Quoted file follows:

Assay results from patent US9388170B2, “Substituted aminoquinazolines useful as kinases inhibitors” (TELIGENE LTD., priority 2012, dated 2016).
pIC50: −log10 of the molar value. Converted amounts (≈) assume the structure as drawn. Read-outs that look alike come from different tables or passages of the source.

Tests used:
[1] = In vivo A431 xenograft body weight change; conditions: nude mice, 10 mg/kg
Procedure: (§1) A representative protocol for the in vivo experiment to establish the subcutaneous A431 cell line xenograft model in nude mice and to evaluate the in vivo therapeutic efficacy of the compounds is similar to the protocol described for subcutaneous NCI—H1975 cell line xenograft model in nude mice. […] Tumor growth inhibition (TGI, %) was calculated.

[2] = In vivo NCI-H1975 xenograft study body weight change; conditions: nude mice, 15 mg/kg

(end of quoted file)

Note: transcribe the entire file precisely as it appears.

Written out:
Assay results from patent US9388170B2, “Substituted aminoquinazolines useful as kinases inhibitors” (TELIGENE LTD., priority 2012, dated 2016).
pIC50: −log10 of the molar value. Converted amounts (≈) assume the structure as drawn. Read-outs that look alike come from different tables or passages of the source.

Tests used:
[1] = In vivo A431 xenograft body weight change; conditions: nude mice, 10 mg/kg
Procedure: (§1) A representative protocol for the in vivo experiment to establish the subcutaneous A431 cell line xenograft model in nude mice and to evaluate the in vivo therapeutic efficacy of the compounds is similar to the protocol described for subcutaneous NCI—H1975 cell line xenograft model in nude mice. […] Tumor growth inhibition (TGI, %) was calculated.

[2] = In vivo NCI-H1975 xenograft study body weight change; conditions: nude mice, 15 mg/kg